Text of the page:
Mercer Island officials are making a mistake if they think an EIS will prevent the Legislature from imposing I-90 tolls to help fund 520 bridge construction. The WSDOT and legislators can easily argue that the benefits from reduced I-90 congestion from imposing the tolls outweighs the increased congestion from those opting to go around the lake to avoid tolls.
Of course, if Sound Transit were really interested in reducing I-90 congestion, they could have added the fourth lanes to the outer roadways 15 years ago. Instead, they have delayed that action until 2016 to avoid any suggestion that they initiate BRT on the center roadways; knowing that doing so would have ended cross-lake light rail forever.
The impact of the I-90 tolls that Mercer Island commuters will likely have to pay is dwarfed by their loss of center bridge access from East Link. Sound Transit’s own studies show that adding the fourth lane to the outer roadway will not make up for the loss of the center roadway.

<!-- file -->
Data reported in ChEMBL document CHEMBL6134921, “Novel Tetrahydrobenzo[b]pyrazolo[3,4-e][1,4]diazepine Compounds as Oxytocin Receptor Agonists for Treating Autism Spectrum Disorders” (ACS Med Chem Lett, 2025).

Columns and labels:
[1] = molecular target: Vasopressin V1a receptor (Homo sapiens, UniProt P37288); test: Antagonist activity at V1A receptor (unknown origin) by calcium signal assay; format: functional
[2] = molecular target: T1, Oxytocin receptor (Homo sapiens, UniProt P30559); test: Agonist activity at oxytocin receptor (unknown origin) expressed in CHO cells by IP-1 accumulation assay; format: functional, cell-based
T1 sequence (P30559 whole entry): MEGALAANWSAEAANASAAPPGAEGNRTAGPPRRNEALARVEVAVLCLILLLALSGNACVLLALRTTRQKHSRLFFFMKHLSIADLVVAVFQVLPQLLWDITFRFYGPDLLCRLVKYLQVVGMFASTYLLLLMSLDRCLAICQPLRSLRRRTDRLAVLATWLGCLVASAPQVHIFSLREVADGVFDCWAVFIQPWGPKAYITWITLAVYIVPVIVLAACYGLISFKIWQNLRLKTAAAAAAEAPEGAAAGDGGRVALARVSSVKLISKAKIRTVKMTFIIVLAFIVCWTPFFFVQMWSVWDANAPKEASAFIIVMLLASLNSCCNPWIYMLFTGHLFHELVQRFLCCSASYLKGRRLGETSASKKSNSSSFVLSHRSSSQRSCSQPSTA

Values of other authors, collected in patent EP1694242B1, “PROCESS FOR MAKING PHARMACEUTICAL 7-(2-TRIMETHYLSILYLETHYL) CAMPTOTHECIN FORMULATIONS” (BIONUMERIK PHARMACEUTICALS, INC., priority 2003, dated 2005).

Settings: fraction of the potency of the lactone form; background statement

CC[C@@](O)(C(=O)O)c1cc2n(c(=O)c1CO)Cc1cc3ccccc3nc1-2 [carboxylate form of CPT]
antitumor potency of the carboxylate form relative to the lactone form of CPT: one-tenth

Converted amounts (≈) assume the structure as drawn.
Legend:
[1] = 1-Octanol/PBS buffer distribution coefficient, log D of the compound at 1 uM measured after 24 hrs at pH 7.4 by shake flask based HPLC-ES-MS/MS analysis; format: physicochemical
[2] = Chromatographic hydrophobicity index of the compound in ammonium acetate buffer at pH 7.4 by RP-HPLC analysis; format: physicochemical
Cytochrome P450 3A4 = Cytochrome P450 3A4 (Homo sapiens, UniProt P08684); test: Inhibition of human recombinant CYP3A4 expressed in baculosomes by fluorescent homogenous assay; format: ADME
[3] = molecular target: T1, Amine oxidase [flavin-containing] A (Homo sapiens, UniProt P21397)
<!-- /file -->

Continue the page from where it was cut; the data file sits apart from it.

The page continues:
Mercer Island officials could stop both the tolls and the increased I-90 congestion by speaking out about stopping East Link. The $200 million Sound Transit will probably “invest” next year could be diverted to eliminate the tolls on both bridges, add the fourth lane to the outer roadways, and to initiate BRT service on the center roadway.
Mercer Island commuters and the entire Eastside could benefit.